Certified Auto’s owner, Joseph Romero, “is a small-town dealer,” Ramey said. “He’s probably one of the nicest guys I’ve ever met. It’s unfortunate that Mr. Romero has been victimized” by consumer attorneys seeking to generate fees for themselves.

The three Marines’ lawyer, Hallen Rosner , says his clients’ stories are examples of how poorly service members often fare when they buy cars on credit.

Rosner, who frequently represents service members in credit disputes, says many are young and aren’t “future-oriented” — which is understandable, he said, since they’re often waiting to be transferred to overseas war zones. Car dealers like them as customers, he said, because they’re “bankable” — they have steady incomes and ready access to loans from military credit unions.

“They’re a vulnerable group, like any other group that gets exploited,” Rosner said. The Navy and Marine Corps maintain lists of off-limits car dealerships that sailors and Marines aren’t supposed to set foot on, he said, but “it takes an awful lot to be put on that banned list.”

Friday, July 22, 2011

Toyota System Can Sense Pedestrians, Avoid Accidents

Toyota System Can Sense Pedestrians, Avoid Accidents
By Martyn Williams

Toyota has developed a safety system that can automatically stop a car in the moments before a collision with a pedestrian.

The system, which will begin appearing in Toyota cars in the near future, is built on existing pre-collision detection technology that is already fitted in some Toyota cars and those of competitors. Those systems are designed to guard against collisions with large objects, such as stopped vehicles or walls, and don't do a good job when it comes to people.
Toyota's new system, which it says is a world's first, uses a millimeter wave radar and stereo camera to constantly monitor what's in front of the vehicle.
In a demonstration on Thursday at the company's Higashi Fuji Technical Center in Japan reporters were given the chance to drive a car fitted with the technology towards a mannequin in the roadway. (See video of the demonstration on YouTube.)
Toyota asked drivers to keep the car at a constant 40 kilometers per hour (25 miles per hour) and head straight for the mock pedestrian.
An audible warning first sounded when the system picked up the pedestrian and judged that a collision was possible. Moments later, when no change in the vehicle's speed or course was detected, the system prepared to stop the car.
Then, with the car approaching the mannequin fast, the brakes automatically applied and the seatbelts tightened slightly. With a slight screech the car came to an emergency stop a couple of meters from the mannequin.
The technology is one of several the center is working on that Toyota hopes will make driving safer.
In another building at the sprawling complex located at the foot of Mount Fuji, Toyota has one of the world's most advanced driving simulators.
Here a car is attached to a platform raised off the ground, the whole thing under a plastic dome and wired to computers that monitor every aspect of the way the car is being driven.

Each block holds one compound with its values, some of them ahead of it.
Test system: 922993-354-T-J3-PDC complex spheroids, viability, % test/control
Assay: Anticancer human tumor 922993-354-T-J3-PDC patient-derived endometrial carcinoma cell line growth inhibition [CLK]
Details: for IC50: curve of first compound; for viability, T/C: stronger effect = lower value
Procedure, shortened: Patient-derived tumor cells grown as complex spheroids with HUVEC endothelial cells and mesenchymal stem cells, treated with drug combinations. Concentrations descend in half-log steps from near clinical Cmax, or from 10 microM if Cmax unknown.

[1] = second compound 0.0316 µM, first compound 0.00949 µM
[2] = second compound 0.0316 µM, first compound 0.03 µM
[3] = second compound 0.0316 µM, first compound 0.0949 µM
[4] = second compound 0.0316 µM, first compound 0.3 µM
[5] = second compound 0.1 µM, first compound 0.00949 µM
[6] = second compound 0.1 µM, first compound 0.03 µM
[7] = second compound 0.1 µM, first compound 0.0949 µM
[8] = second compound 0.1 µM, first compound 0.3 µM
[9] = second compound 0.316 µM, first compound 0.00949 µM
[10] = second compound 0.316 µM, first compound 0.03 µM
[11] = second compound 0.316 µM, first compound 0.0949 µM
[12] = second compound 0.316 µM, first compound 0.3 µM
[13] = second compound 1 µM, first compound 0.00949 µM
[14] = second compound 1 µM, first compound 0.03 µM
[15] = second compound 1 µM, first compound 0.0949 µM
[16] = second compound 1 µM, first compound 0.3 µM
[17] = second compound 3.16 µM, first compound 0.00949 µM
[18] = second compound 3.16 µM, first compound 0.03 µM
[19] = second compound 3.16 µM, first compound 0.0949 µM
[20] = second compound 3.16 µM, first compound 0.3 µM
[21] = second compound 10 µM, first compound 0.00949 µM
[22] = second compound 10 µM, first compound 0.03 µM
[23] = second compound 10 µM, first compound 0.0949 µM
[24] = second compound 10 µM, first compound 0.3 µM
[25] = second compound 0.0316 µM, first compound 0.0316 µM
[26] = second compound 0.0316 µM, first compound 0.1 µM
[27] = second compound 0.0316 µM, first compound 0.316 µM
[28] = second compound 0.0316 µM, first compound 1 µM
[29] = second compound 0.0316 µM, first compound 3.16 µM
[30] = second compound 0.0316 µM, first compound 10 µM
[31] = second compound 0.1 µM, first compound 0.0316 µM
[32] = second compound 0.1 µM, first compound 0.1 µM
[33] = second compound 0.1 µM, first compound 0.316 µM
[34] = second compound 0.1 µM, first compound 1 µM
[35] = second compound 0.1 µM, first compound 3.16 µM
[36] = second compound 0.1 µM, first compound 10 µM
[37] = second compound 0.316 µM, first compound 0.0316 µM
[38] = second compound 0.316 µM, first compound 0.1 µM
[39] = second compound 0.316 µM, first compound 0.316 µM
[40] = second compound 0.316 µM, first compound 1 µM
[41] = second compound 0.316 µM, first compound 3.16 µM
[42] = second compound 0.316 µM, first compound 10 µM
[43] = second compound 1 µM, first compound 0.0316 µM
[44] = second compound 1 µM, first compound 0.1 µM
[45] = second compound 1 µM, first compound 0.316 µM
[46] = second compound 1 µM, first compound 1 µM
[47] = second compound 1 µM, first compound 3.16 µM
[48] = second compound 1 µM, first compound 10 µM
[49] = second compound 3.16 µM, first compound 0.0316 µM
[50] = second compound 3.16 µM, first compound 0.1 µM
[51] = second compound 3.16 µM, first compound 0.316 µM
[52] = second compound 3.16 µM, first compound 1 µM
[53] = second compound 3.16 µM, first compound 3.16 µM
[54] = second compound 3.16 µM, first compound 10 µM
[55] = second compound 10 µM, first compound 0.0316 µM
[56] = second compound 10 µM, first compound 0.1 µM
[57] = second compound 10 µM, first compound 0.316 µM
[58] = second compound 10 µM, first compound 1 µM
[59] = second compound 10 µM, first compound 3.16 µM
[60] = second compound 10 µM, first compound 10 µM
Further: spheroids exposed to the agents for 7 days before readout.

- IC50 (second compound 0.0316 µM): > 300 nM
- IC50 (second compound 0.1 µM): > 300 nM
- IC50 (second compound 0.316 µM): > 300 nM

On the inside of the dome a 360-degree computer-generated image of a road and town make for a driving experience that's much more realistic than any video game. Fake road noise and computer-generated vibrations add to the feeling of being in a real car but that's not what makes it most special.
The entire platform the simulator sits on can move up to 20 meters from side to side and 35 meters from back to front. This means drivers even experience the forces they would when driving a real car.
Toyota uses the facility to simulate a variety of conditions and situations to a variety of drivers to gather data on how different people react when behind the wheel.
Around 1.2 million people are killed in road accidents every year, according to the World Health Organization. Road fatalities are expected to rise by two-thirds over the next two decades as the number of cars on the world's roads increases.
Technologies like the pedestrian detection system are meant to make driving safer and advance Toyota towards its goal of zero fatalities on the road -- an ambitious goal for sure.

Thursday, July 21, 2011

Man rams cars at dealership to show his displeasure


Man rams cars at dealership to show his displeasure

By MARK HAYWARD

PORTSMOUTH — Believing he had been sold a lemon, a Massachusetts man turned his unwanted vehicle into a consumer complaint form Wednesday and rammed the cars parked at a city car dealer, police said.

David Cross, 41, of 21 North St., Salisbury, Mass., calmly walked up to Portsmouth police shortly before 1 a.m. Wednesday and told them about his antics, said police Sgt. Chris Roth.

"He wasn't happy with the service he got there so he figured he would take it out on them," Roth said. 

Police said Cross damaged several vehicles, including a Mustang, Dodge Caravan, Mercedes and Infinity, at Portsmouth Used Car Superstore, 2219 Lafayette Road.

"He did some pretty good damage," Roth said. "He had his license plates in his hand. He took them off his lemon and walked across the street with them."

Cross had purchased a 2000 Dodge Caravan from the dealership, Roth said.

He was charged with criminal mischief and released on bail after being booked.